How to Talk to Your Kids About Climate Change

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Because discussing a warming climate doesn’t have to be scary.

"Why are you washing that? It needs to be thrown away."

Jenny Owenf, 35, was rinsing a plastic sandwich bag in the kitchen of her Cleveland, Ohio, home earlier this year when her then 5-year-old son, Aaron, interjected. To him, washing a plastic sandwich bag seemed weird. He hadn’t seen other parents do it.  

Owenf kept her reply simple: The family washes the bags so they can reuse them. That way, they don’t end up in the ocean. Though brief, the explanation was Aaron's first lesson on climate change. 

"It was very quick," Owenf says. "And he was fine with that."

Though her teachings are simple right now, Owenf isn’t alone in wanting to talk to her children—including 4-year-old daughter, Abby—about human-caused climate change. About 45 percent of parents say they’ve discussed climate change with their children, according to an April 2019 NPR poll. But the discussion can be complicated for caregivers who want to teach their children about the climate crisis without confusing or scaring them.

Experts—from psychologists and educators to climate activists—agree that the conversation is difficult. But parents shouldn’t avoid it.  

“Don’t make it more complicated than it needs to be,” says John Fraser, a psychologist and CEO of Knology, a think tank that studies health and the environment.

“Sometimes problems [like climate change] are really simple. They’re just very, very big problems.”

Meet Your Child Where They Are

Because her kids are still young, Owenf addresses climate change in simple ways, like answering questions about why the family recycles and why it’s important they not waste food. Sometimes she’ll use nature walks to talk to her kids about the importance of Leave No Trace. Or she’ll point to deer grazing in their backyard to start a discussion about how animal populations are changing. But the conversations—right now, at least—are straightforward, succinct and ongoing.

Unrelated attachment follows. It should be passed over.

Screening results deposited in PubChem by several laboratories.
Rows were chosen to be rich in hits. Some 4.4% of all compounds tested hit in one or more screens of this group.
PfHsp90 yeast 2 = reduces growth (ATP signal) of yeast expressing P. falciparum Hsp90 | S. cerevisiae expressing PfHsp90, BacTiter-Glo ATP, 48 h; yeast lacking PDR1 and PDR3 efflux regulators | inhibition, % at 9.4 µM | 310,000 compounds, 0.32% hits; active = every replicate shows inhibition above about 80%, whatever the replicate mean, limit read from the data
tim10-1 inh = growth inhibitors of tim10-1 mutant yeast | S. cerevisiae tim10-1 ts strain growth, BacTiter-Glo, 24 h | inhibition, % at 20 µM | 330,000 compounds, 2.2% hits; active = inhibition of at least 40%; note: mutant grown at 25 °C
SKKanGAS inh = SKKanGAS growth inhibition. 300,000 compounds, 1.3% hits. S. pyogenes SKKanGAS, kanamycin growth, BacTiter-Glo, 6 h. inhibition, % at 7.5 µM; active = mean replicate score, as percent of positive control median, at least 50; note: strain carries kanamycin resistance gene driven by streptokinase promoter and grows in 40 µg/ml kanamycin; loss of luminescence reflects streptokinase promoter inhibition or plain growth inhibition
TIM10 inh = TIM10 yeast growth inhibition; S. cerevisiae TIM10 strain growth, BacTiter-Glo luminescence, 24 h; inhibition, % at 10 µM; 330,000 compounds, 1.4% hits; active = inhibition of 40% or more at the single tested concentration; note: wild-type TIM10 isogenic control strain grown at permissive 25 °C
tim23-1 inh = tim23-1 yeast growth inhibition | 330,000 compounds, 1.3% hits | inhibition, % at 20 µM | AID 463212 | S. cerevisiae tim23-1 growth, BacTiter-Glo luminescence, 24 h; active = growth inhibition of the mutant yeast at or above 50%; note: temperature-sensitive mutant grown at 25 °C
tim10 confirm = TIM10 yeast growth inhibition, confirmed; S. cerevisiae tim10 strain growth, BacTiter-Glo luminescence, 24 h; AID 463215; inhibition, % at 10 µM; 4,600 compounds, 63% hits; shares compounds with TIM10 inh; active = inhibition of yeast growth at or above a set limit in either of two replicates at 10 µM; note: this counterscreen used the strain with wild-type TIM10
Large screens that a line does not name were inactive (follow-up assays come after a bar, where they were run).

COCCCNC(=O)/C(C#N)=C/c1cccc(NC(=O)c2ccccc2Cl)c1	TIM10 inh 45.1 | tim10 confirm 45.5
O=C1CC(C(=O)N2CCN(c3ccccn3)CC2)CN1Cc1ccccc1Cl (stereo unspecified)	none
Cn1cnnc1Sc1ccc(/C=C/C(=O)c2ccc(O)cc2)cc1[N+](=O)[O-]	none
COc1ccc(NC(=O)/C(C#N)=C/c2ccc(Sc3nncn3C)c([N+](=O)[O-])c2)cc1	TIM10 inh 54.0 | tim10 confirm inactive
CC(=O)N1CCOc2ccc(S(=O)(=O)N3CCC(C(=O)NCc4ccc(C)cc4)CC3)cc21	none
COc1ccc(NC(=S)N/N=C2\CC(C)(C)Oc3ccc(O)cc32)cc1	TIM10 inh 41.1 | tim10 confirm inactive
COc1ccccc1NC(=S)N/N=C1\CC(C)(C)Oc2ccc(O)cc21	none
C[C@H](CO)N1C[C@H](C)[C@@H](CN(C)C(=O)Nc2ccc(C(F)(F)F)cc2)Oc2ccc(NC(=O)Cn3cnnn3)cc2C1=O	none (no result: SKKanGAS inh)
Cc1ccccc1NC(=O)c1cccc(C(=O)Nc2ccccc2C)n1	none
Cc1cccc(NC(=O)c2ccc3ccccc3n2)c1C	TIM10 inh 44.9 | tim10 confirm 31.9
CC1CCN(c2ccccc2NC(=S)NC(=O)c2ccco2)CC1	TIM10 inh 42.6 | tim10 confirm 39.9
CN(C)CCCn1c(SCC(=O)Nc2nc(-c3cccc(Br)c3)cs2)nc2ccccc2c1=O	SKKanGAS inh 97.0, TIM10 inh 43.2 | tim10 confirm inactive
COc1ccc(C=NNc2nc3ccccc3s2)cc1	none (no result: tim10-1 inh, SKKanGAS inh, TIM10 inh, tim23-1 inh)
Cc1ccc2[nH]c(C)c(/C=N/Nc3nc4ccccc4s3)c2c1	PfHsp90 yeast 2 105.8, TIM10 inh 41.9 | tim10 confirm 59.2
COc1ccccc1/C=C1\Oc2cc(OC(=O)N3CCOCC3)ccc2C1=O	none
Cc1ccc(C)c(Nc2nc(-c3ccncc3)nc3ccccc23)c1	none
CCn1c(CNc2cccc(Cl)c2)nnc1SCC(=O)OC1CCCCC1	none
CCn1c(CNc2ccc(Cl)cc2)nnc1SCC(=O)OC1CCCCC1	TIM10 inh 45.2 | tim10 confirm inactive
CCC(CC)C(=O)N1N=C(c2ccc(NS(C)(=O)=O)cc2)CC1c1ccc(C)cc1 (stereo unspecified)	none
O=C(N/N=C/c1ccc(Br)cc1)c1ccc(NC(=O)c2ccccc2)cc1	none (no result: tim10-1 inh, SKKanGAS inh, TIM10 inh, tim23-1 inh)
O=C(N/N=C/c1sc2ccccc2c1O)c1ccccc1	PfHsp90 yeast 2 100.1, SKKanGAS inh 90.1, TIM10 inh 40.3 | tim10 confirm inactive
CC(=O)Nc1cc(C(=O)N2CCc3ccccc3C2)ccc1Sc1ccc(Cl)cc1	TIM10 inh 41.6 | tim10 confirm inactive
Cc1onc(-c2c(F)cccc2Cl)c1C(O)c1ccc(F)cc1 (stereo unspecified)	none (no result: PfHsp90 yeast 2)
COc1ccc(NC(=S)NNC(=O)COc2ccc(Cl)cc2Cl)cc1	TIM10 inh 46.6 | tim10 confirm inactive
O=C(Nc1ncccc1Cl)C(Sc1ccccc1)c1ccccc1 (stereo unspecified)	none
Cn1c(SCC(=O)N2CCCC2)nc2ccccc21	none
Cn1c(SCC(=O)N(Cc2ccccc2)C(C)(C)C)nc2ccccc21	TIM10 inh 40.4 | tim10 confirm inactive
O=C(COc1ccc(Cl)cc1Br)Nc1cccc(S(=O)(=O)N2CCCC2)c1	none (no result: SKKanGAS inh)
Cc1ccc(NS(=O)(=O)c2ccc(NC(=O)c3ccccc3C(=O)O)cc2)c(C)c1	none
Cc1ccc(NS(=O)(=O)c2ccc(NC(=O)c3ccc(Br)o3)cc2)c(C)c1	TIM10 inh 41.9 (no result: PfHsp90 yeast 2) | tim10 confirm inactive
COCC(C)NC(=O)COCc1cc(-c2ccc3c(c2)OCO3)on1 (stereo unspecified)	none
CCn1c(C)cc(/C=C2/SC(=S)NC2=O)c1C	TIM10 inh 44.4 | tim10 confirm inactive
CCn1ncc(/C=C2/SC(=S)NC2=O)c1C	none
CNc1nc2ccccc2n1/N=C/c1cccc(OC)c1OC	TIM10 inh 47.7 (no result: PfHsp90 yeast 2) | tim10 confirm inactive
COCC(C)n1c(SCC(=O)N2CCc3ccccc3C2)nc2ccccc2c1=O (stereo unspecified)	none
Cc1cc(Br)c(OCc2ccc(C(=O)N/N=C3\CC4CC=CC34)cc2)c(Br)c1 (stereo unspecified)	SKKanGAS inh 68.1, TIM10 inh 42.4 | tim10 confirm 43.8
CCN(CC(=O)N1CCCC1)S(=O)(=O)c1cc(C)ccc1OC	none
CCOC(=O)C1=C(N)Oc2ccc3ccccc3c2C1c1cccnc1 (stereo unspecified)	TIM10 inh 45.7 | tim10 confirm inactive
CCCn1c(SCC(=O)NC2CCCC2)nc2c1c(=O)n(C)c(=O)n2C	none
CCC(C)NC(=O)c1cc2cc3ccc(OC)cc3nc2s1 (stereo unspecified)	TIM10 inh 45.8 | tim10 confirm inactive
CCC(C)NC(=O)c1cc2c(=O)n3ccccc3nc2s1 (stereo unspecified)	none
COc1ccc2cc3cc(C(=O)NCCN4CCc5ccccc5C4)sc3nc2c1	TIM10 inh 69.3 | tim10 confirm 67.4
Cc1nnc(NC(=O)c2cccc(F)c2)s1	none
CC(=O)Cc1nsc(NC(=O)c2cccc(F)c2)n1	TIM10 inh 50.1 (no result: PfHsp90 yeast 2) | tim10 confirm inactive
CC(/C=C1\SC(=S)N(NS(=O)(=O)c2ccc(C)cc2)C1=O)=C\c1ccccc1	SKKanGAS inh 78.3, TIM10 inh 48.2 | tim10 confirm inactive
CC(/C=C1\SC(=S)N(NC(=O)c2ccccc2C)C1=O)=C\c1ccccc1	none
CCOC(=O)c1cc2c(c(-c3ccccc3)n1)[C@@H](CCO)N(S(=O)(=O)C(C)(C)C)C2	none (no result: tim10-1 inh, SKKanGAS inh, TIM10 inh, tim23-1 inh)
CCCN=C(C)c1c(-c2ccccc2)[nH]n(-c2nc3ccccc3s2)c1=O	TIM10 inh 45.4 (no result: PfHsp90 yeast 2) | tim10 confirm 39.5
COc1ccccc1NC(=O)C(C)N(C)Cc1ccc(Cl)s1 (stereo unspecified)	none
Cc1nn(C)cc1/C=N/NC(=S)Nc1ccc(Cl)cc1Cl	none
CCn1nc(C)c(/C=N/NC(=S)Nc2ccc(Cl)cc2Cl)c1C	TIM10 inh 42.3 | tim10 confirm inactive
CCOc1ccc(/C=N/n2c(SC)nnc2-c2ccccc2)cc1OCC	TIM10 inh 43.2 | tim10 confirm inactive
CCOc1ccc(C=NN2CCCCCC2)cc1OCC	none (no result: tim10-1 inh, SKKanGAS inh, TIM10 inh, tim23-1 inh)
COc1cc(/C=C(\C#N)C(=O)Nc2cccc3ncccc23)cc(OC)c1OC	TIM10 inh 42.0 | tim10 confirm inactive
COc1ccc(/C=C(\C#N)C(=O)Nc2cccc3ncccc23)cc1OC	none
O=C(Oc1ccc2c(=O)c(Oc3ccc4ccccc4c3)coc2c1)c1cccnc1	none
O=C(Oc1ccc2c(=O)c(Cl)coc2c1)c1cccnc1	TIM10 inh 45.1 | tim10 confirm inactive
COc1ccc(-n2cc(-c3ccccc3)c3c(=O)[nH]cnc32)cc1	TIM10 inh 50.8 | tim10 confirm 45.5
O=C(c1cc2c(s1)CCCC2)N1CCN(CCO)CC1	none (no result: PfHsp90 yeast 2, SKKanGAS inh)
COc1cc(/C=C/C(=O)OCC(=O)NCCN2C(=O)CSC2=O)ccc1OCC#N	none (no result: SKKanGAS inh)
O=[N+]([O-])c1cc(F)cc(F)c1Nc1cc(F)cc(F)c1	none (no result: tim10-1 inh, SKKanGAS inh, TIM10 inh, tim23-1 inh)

Most of the time, Owenf talks about climate with her kids when they ask about it. For children younger than 6, this is a good tactic, says Mary DeMocker, author of The Parents' Guide to Climate Revolution: 100 Ways to Build a Fossil-Free Future.

“If they bring it up to you, answer only their questions,” DeMocker says. “I wouldn’t open up a whole doorway to climate education to a kid under 6.”

For example, an explanation to a question like, “What is climate change?” can be as simple as saying that pollution goes into the air and acts like a blanket around the planet, which makes it hotter. 

DeMocker also says it’s important to listen to kids and address their individual concerns. Younger kids are likely to be worried about specific scenarios, such as their house catching on fire or not being able to take a pet with them if they need to evacuate their home.

“Find out what they think [climate change] means and do your best to reassure them about their own particular worry,” she says.

Fraser explains that how children understand things varies based on their age. Kids 4 to 6 years old, for instance, process things much differently than those between 7 and 11.

“What’s important is to understand what [the kids] are asking and what they know before you start a conversation,” he says. “We’re not going to start talking about the chemical composition of seawater and sea-level rise when a 7-year-old just wants to understand why the planet is getting hot.”